Silo mentality bad for our patients

Specialisation in health care has led to fragmentation; we dismember and categorise health care activities at individual, community and national levels. Each age group, from neonatal to aged, has its own set of advocates and practitioners; each organ system, its specific elaboration of techniques and interventions; each major pathology and clinical entity, its own texts and journals, training and awards, meetings, clinics and even hospitals.

The silo, familiar across the Australian landscape for the storage of grain, lends its name to any structure separate and shut off in safe isolation. The word applies appropriately to sites where health care is practised with inward-directed busyness.

We work in silos, increasingly focused on a discrete area of knowledge, expertise and activity. It grows inexorably, encompassed only by allocating more time and attention to its detail.

We know that thoughtful engagement with colleagues or science outside of our personal patch feeds intellectual excitement, spawns new ideas and promotes wisdom, but confined by “keeping up”, we become less open to the broader reaches of medical need and knowledge.

Disintegration infects the structures and processes of care. The agenda at general meetings of the major Royal Colleges erodes into ethical or political concerns; the tyro specialists save registration fees for meetings that address their chosen, choked fields of interest.

Health institutions are thick with bureaucrats whose management expertise addresses bottom lines of finance that relate poorly to the clinician’s concerns.

In the face of their apparent dominance, we retreat from organisational involvement into our own small towers of expertise.

Family doctors lack confidence in the range of presentations they confront in primary care; fear of litigation encourages the despatch of a patient to a round of consultant visits. Each allied health profession jealously guards its own status and expertise.

Restoring the balance is an initiative of the Royal Australasian College of Physicians that recognises the general physician as a threatened species in the profusion of specialist silos. The initiative recognises the difficulty of accessing, in rural areas, the disparate narrow ranges of specialist expertise.

Silos are also an urban phenomenon. In the hospital or the specialist centre, we group with colleagues of like limitation. Opportunities for social exchange and mutual appreciation are few; the doctors’ dining room has disappeared; if there is a coffee bar, we take a cup back to the consulting desk.

Many of the fractures that underlie professional dismemberment in the health system are beyond our control.

States control hospitals; the Commonwealth looks after community health and holds the purse strings. Public and private funding of care adds to distance and inequity; for-profit and not-for- profit sectors serve different populations.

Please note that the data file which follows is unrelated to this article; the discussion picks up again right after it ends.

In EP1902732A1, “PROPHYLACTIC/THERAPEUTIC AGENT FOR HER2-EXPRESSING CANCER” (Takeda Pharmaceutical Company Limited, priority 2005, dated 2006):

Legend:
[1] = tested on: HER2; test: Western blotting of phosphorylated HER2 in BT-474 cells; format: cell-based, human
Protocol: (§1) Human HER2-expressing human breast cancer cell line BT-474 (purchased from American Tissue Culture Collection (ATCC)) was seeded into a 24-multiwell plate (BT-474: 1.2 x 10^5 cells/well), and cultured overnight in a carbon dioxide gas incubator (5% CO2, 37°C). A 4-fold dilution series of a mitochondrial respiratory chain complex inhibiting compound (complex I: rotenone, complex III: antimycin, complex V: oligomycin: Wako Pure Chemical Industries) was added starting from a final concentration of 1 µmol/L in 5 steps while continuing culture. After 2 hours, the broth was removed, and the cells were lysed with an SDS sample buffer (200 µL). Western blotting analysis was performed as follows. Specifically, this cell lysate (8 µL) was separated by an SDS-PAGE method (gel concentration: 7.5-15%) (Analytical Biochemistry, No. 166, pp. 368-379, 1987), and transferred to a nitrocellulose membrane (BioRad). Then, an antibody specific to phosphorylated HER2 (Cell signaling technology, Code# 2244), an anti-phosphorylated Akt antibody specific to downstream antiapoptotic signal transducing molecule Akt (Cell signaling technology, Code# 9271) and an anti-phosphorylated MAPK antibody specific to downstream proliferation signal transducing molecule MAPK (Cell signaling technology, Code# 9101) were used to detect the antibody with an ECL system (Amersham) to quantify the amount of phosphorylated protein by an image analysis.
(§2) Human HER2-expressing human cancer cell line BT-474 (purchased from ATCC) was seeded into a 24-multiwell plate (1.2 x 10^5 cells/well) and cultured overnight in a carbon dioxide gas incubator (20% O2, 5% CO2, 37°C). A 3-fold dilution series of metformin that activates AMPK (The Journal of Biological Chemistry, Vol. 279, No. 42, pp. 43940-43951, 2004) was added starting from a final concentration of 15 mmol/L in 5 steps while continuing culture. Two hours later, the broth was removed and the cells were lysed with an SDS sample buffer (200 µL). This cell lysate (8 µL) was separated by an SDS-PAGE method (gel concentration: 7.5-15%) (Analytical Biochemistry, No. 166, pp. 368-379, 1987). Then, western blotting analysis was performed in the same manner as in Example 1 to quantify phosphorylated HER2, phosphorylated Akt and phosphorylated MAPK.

Specific areas of discord are receiving attention. Growing numbers of aged persons present with multiple pathologies, and new, sophisticated interventions likely to benefit them continue to appear, seemingly by the month. A plea for closer cooperation between medical oncology and geriatrics has recently been aired.

Frail patients with multiple comorbidities and disabilities that restrict their activities of daily living have poorer outcomes during cancer treatment. They often fail to access the comprehensive attention to frailty, multiple morbidities and psychical issues that geriatric teams embrace.

In other specialist areas also, an intense focus on the specifics of treatment detracts from a broader holistic approach to care.

Don Quixote tilted at windmills, seeing them as ferocious giants. Some of the silos of health care separation and disparity are indeed ferocious giants.

Even sustained tilting will not breach them easily; we must focus on what we ourselves might improve.

In our own settings, we might pilot and test new structures and processes that promise to lessen scatter and distance. Health architecture is open to invention. New research centres have been designed with central attractive communal areas that force scientists to meet whenever they move out of their laboratories; that could apply equally to centres where clinicians take their coffee “on the run”. Some family practices offer rooms for specialist sessions that encourage joint consultation and empower general practitioners, while exposing the specialist to basic realities.

The current reluctance of family physicians and geriatricians to attend residential aged care facilities (RACF) or patient homes changes when a general practice is sited within the RACF and continues local care responsibility as a community hub. Nurse practitioners, given more encouragement, remuneration and recognition, and based in the RACF, will be potential key agents for integration of care, moving between hospital, clinic and aged care placement, and linking them all with home care.

Our patients say of the silos “I don’t know who’s looking after me”. They seek seamless, coordinated care and their own personal, competent and available clinician.

That will not happen easily. It is no longer the expected province of the family practitioner, nor will the general physician provide it. The My Health Record offers little assistance until its implementation is accorded a coordinated understanding and commitment across medicine.

We should take the lead in exploring new models of cooperation and communication in the spaces where we practice. Pertinent examples will encourage patients (our best advocates) to press for change in the larger authorities and agencies that, in our grand mixed mess of medicine, have allowed, fostered and funded silo structures.

This article was first published by MJA InSight, the weekly news bulletin of the Medical Journal of Australia.